Will was wide-eyed with amazement this morning when he saw that the Easter bunny had indeed dropped by our home to leave a basket of fun things. Fortunately, he’s too young to be disappointed that there was no candy in his basket. And besides, he got some cool stuff.
However, that is not to say that it’s a candy free Easter. As luck would have it, I was in Walgreens one morning this week and was seduced by the candy. It lured me in with its sweet promises of smooth delight. So I bought some. Okay more than some. I bought a lot.
Instead of candy filled baskets, the boys got other stuff in the baskets. For instance, Will’s basket has a pair of rain boots for the yard, gardening gloves (to help Mommy in the garden), and other fun stuff. The candy is hidden away in plastic eggs, which they will have to locate this afternoon in a mini egg hunt . . .
Let’s just hope that Will doesn’t eat all the candy before I can stop him.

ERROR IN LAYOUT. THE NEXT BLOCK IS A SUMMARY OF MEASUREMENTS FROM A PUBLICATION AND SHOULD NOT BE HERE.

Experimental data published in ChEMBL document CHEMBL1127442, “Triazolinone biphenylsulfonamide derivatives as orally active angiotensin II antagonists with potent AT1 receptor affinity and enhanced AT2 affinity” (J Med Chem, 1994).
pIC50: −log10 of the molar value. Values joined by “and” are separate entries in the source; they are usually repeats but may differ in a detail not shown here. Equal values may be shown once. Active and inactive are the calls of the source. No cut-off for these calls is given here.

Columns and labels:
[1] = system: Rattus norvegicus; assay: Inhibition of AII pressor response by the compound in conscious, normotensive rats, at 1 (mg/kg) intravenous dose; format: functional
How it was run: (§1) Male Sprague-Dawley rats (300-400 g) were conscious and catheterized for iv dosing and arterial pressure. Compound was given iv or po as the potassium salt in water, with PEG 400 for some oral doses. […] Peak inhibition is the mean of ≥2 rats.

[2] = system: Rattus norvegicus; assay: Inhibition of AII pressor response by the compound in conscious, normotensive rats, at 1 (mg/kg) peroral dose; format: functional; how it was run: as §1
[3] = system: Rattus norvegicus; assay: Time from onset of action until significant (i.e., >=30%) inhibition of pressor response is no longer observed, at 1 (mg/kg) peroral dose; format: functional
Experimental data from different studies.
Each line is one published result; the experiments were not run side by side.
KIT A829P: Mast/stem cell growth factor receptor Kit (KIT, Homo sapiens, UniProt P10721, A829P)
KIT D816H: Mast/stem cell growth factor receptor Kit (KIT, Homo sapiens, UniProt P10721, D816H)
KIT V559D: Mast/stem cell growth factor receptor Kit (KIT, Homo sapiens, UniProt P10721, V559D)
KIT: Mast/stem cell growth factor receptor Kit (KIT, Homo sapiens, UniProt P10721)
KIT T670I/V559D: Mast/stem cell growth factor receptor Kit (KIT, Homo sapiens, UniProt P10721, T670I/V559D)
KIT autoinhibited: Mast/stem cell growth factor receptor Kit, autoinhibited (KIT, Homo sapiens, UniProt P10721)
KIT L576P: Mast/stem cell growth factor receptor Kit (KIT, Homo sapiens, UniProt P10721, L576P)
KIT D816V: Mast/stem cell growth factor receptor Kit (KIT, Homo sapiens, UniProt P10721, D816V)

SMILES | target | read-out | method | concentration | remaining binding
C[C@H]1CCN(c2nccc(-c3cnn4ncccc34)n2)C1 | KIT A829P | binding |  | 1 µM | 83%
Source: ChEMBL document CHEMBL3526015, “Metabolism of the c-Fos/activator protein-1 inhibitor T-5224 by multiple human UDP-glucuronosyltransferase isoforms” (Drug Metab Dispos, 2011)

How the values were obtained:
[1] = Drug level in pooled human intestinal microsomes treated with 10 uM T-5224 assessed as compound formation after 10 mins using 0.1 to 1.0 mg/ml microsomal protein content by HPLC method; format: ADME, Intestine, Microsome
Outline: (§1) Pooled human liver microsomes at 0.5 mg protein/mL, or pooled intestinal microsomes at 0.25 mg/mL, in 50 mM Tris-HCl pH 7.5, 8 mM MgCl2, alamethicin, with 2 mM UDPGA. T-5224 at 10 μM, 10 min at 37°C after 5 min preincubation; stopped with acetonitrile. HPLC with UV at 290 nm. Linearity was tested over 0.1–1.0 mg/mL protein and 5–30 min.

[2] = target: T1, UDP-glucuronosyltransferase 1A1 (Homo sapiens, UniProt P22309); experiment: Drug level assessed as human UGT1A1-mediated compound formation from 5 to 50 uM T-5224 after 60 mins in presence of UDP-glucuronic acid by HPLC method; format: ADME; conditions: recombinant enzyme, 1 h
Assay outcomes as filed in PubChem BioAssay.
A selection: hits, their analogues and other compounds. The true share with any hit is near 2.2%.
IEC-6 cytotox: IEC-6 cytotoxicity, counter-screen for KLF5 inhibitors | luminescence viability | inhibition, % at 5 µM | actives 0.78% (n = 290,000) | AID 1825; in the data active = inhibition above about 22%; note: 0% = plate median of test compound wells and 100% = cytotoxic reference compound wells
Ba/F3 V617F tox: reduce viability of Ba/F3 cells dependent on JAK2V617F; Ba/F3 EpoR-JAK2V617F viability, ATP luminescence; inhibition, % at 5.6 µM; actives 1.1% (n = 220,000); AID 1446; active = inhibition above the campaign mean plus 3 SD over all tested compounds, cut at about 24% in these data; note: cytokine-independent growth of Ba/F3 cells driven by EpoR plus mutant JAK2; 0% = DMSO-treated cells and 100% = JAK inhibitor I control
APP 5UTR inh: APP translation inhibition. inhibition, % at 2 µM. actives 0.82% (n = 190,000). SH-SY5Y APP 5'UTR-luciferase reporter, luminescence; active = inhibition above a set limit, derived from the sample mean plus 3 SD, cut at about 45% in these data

Easter was a blast growing up. I would awake to an overflowing basket of candy covered in bright cello wrap. I would examine every chocolate and candy before slowly digging in. I liked to save some of the treats for later, though I am pretty sure my mother would pilfer from one ones I didn’t eat right away.
But perhaps the best experience of my yearly Easter celebration was crashing my neighbor’s celebration. See, we’d eat Easter dinner as a family pretty early. And oft times I would have skipped at least one meal, replacing it instead with candy. So by the evening I was hungry.
And that’s when a friend would appear next door at her family’s home for their buffet style Easter.
I would never go with the intention of eating, but once there it was hard to resist the succulent ham and the moist rolls and the steaming veggies . . . oh yes, I would eat a second Easter dinner at a party I crashed. (This was but one of many holidays I crashed at these neighbor’s house . . . It was a bit of a tradition that continued well into my teen years.) Eventually, the Mr. Hebert passed away and Mrs. Hebert moved to a smaller home. That was the last I saw of the family.
Memories are good.